Everybody's favorite graphic novel comes to the screen (after years of rumors and false starts), less a roaring work of adaptation than a respectful and faithful take on a radical original. Watchmen
is set in the mid-1980s, a time of increased nuclear tension between the United States and the Soviet Union, as Richard Nixon is enjoying his fifth term as president and the world's superheroes have been forcibly retired. (As you can probably tell, the mix of authentic history and alternate reality is heady.) Things begin with a bang: the mysterious high-rise murder of the Comedian (Jeffrey Dean Morgan), a masked hero with a checkered past, puts the rest of the retired superhero community on alert. The credits sequence, a series of tableaux that wittily catches us up on crime-fighting backstory, actually turns out to be the high point of the movie. Thereafter we meet the other caped and hooded avengers: the furious Rorschach (Jackie Earle Haley), the inexplicably naked Dr. Manhattan (Billy Crudup, amidst much blue-skinned, genital-swinging digital work), Silk Spectre II (Malin Akerman), Nite Owl II (Patrick Wilson), and Ozymandias (Matthew Goode). The corkscrewing storytelling, which worked well in the comic book, gives the movie the strange sense of never quite getting in gear, even as some of the episodes are arresting. Director Zack Snyder (300
) doesn't try to approximate the electric impact of the original (written by Alan Moore--who declined to be credited on the movie--and illustrated by Dave Gibbons) but retains careful fidelity to his source material. That doesn't feel right, even with the generally enjoyable roll-out of anecdotes. Even less forgivable is the blah acting, excepting Jeffrey Dean Morgan (lusty) and Patrick Wilson (mellow). Watchmen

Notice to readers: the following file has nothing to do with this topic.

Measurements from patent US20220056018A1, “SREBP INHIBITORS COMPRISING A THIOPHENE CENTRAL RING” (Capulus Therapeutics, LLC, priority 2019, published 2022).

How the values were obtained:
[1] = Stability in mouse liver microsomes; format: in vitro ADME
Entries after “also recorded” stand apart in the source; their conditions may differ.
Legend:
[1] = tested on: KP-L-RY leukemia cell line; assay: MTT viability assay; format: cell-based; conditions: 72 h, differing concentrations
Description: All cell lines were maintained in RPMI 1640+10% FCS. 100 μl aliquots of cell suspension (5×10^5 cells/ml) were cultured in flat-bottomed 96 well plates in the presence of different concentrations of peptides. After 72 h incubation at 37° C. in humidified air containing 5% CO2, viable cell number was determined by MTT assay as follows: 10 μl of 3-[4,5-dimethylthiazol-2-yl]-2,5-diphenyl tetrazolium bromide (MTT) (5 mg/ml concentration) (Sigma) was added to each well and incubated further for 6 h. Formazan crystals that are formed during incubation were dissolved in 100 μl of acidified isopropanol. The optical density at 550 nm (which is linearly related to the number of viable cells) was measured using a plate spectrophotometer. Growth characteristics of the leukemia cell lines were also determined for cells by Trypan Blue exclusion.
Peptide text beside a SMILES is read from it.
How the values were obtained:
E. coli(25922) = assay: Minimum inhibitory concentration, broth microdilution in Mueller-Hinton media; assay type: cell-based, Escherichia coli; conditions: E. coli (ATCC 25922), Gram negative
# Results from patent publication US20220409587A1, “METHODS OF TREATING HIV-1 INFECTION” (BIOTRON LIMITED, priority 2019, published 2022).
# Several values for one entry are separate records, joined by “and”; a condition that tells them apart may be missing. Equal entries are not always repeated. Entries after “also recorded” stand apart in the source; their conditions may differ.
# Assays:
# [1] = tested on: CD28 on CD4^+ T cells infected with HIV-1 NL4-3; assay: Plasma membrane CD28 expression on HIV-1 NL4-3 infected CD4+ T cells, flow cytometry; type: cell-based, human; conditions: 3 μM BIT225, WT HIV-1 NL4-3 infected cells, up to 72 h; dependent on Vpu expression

certainly fills the eyes, although less so the ears: the song choices are regrettable, especially during an embarrassing mid-air coupling between Nite Owl II and Silk Spectre II as they unite their--ah--Roman numerals. In the end it feels as though a huge work of transcription has been successfully completed, which isn't the same as making a full-blooded movie experience. --Robert Horton
Also on the disc
The extended director's cut restores 24 minutes of connective tissue to the 162-minute film, most significantly the last scene of Hollis Mason, the first Nite Owl. Other elements help restore and fill in details that had been in the graphic novel. Fans of the film will be glad for the extra footage but there's nothing momentous that will change anyone's basic like or dislike of the film.
The second disc has the documentary "The Phenomenon: The Comic That Changed Comics," 29 min.), which looks at the original graphic novel and its themes, and interviews artist Dave Gibbons, DC Comics executives Jenette Kahn and Paul Levitz, and cast and crew, illustrating its points with scenes from the movie, panels from the graphic novel, and parts of the motion comic. There's also My Chemical Romance's "Desolation Row" music video and the 11 video journals that helped stir up excitement leading up to the theatrical run. No longer available is a Digital Copy of the film (compatible with both iTunes and Windows Media; download code expires July 21, 2010)l. --David Horiuchi